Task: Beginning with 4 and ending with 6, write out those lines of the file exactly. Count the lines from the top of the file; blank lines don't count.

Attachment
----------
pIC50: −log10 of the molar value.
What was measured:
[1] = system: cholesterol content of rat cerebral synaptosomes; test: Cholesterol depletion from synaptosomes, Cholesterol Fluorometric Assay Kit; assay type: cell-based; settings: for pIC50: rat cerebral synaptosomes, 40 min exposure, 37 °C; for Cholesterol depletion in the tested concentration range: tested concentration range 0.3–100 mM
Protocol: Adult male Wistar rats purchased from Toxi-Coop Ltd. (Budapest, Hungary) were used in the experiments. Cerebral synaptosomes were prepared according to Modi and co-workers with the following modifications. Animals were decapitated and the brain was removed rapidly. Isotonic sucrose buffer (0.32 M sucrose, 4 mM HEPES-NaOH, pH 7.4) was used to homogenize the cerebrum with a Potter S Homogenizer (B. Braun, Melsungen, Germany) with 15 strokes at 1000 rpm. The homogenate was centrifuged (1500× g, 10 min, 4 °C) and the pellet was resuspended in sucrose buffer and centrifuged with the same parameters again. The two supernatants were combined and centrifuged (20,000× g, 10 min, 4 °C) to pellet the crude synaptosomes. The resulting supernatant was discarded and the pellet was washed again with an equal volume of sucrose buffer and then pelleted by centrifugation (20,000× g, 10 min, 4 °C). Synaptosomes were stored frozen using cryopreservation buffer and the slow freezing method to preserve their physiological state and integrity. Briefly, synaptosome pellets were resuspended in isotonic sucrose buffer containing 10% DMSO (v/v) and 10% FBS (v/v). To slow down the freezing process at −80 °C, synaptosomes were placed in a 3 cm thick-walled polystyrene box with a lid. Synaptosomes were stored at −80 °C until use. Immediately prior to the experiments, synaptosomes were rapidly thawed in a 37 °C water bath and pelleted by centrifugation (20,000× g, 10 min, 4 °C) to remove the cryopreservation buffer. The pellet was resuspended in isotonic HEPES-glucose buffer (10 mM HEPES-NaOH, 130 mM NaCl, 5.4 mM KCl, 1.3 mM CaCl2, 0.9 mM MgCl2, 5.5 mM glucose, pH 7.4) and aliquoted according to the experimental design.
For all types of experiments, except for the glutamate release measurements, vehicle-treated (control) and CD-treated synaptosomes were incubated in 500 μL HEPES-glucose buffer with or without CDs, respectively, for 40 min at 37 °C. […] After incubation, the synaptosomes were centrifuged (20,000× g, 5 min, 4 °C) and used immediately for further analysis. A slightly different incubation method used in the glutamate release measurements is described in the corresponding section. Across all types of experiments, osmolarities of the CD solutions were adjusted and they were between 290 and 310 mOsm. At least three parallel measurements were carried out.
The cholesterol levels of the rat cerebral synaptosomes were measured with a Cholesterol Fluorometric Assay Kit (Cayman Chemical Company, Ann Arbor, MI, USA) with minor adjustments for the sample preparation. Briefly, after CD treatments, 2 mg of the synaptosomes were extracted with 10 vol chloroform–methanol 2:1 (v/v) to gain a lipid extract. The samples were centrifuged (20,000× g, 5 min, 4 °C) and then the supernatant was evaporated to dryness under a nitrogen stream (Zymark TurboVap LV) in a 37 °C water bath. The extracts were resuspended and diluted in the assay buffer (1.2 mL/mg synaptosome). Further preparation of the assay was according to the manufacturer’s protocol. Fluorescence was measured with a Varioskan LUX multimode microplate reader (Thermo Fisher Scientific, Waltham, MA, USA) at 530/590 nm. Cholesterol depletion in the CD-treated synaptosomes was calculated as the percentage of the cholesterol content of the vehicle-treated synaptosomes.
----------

Protocol: Adult male Wistar rats purchased from Toxi-Coop Ltd. (Budapest, Hungary) were used in the experiments. Cerebral synaptosomes were prepared according to Modi and co-workers with the following modifications. Animals were decapitated and the brain was removed rapidly. Isotonic sucrose buffer (0.32 M sucrose, 4 mM HEPES-NaOH, pH 7.4) was used to homogenize the cerebrum with a Potter S Homogenizer (B. Braun, Melsungen, Germany) with 15 strokes at 1000 rpm. The homogenate was centrifuged (1500× g, 10 min, 4 °C) and the pellet was resuspended in sucrose buffer and centrifuged with the same parameters again. The two supernatants were combined and centrifuged (20,000× g, 10 min, 4 °C) to pellet the crude synaptosomes. The resulting supernatant was discarded and the pellet was washed again with an equal volume of sucrose buffer and then pelleted by centrifugation (20,000× g, 10 min, 4 °C). Synaptosomes were stored frozen using cryopreservation buffer and the slow freezing method to preserve their physiological state and integrity. Briefly, synaptosome pellets were resuspended in isotonic sucrose buffer containing 10% DMSO (v/v) and 10% FBS (v/v). To slow down the freezing process at −80 °C, synaptosomes were placed in a 3 cm thick-walled polystyrene box with a lid. Synaptosomes were stored at −80 °C until use. Immediately prior to the experiments, synaptosomes were rapidly thawed in a 37 °C water bath and pelleted by centrifugation (20,000× g, 10 min, 4 °C) to remove the cryopreservation buffer. The pellet was resuspended in isotonic HEPES-glucose buffer (10 mM HEPES-NaOH, 130 mM NaCl, 5.4 mM KCl, 1.3 mM CaCl2, 0.9 mM MgCl2, 5.5 mM glucose, pH 7.4) and aliquoted according to the experimental design.
For all types of experiments, except for the glutamate release measurements, vehicle-treated (control) and CD-treated synaptosomes were incubated in 500 μL HEPES-glucose buffer with or without CDs, respectively, for 40 min at 37 °C. […] After incubation, the synaptosomes were centrifuged (20,000× g, 5 min, 4 °C) and used immediately for further analysis. A slightly different incubation method used in the glutamate release measurements is described in the corresponding section. Across all types of experiments, osmolarities of the CD solutions were adjusted and they were between 290 and 310 mOsm. At least three parallel measurements were carried out.
The cholesterol levels of the rat cerebral synaptosomes were measured with a Cholesterol Fluorometric Assay Kit (Cayman Chemical Company, Ann Arbor, MI, USA) with minor adjustments for the sample preparation. Briefly, after CD treatments, 2 mg of the synaptosomes were extracted with 10 vol chloroform–methanol 2:1 (v/v) to gain a lipid extract. The samples were centrifuged (20,000× g, 5 min, 4 °C) and then the supernatant was evaporated to dryness under a nitrogen stream (Zymark TurboVap LV) in a 37 °C water bath. The extracts were resuspended and diluted in the assay buffer (1.2 mL/mg synaptosome). Further preparation of the assay was according to the manufacturer’s protocol. Fluorescence was measured with a Varioskan LUX multimode microplate reader (Thermo Fisher Scientific, Waltham, MA, USA) at 530/590 nm. Cholesterol depletion in the CD-treated synaptosomes was calculated as the percentage of the cholesterol content of the vehicle-treated synaptosomes.